While oil and gas companies work to drain reservoirs of every possible barrel by drilling thousands of infill, or child, wells, they have found many of those infill wells communicate or “hit” parent wells. The effect often leads to decreased production in parent wells—up to 30%, according to Schlumberger—declines in EUR or, in some cases, damaged well equipment.
Suffice it to say, frac hits are a problem that has the industry’s attention. It was telling that a primary theme at February’s annual Hydraulic Fracturing Technology Conference and Exhibition (HFTC) in The Woodlands, Texas, was on parent/child well interactions—at least 10 SPE papers addressed the topic.
So far, the causes of well interaction have been identified as ones of proximity and volume.
“More infill drilling, more stages, high sand [per] lateral foot completions, tighter cluster spacing—these are among the reasons frac hits are becoming a persistent problem,” wrote Yvonne Scherzer and others from Endeavor Resources in their study of frac communication in the Midland Basin.
Meanwhile, Tao Xu, et al., of Schlumberger found that, normalized by total proppant and lateral length, parent wells in the Delaware Basin located less than 244 m (800 ft) from a child well saw a 91% chance of experiencing a frac hit. The chances fell the farther apart the wells were spaced, but the odds were still high—81% for 366-m (1,200-ft) and 488-m (1,600-ft) spacing, and 79% for well spacing greater than 488 m.
The development trend of infill wells shows no signs of slowing down. Since 2011 the number of new parent wells drilled in the Midland Basin has declined by about 53%, while the number of new child wells has increased by 450%, according to Xu. In the Delaware Basin, new parent wells during the same period have declined by 36%, while new child wells have grown by 150%.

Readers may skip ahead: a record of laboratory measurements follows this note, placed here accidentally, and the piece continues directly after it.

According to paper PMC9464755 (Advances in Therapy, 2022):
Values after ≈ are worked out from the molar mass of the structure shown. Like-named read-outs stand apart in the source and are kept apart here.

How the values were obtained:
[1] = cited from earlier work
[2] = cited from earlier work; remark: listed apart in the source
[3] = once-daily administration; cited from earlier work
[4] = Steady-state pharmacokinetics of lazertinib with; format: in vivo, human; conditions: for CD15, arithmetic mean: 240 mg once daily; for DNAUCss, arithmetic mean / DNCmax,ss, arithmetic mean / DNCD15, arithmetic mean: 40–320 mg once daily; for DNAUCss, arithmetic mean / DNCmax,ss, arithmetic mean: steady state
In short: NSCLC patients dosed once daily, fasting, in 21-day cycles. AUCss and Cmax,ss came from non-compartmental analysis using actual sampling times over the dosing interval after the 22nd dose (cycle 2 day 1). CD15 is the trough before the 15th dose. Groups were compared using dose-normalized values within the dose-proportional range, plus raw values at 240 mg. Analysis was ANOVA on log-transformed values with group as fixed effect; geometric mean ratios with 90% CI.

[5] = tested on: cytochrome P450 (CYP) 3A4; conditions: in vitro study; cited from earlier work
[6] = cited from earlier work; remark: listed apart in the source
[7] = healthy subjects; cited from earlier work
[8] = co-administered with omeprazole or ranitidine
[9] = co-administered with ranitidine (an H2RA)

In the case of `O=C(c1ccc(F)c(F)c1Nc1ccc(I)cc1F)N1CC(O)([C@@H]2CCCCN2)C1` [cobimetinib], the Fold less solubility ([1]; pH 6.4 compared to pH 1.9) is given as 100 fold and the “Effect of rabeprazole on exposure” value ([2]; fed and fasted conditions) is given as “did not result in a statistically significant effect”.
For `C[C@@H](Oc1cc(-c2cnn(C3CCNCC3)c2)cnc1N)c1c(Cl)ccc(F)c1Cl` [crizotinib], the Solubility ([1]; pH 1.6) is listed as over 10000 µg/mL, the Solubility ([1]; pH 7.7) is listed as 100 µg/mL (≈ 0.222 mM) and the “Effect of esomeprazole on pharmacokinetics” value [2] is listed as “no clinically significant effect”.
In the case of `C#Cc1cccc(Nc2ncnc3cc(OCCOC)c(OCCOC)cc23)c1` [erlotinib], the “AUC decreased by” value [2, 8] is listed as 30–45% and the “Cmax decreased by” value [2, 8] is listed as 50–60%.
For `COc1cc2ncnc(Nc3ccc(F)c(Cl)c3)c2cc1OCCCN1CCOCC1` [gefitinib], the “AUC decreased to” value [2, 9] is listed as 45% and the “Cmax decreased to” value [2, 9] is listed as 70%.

Fortunately, it appears the industry is beginning to get a grasp on solutions. One of the key indicators of an impending frac hit is a pressure increase on the parent well. Several of the presenters at the HFTC suggested real-time pressure monitoring systems on parent wells.
Other successful applications companies reported include refracturing parent wells, applying far-field diversion to child wells and wider well spacing.
Mary Garza, completions engineer for the Eagle Ford at Noble Energy, discussed her company’s efforts to refrac two parent wells with diversion following the completion of an infill well. Garza said the efforts resulted in a 40% improvement in EUR in one of the parent wells but a breakeven EUR in the other.
It’s not likely frac hits can be eliminated completely—the rapid growth in the number of infill wells and tighter well spacing make it nearly impossible—but the industry seemingly has a firm grasp on their causes. And like any other challenge in the unconventional world, any solution needs to come with scalability. While only select wells might be eligible for refracs, pressure monitoring and diverter systems are gaining in popularity.
The massive Zama project is leading recent shallow-water discoveries.
A long-term study analyzes a Gulf of Mexico phenomenon and its impact on the industry.
Well interference has become problematic in oil and gas. Will data-driven analysis via artificial intelligence provide a solution?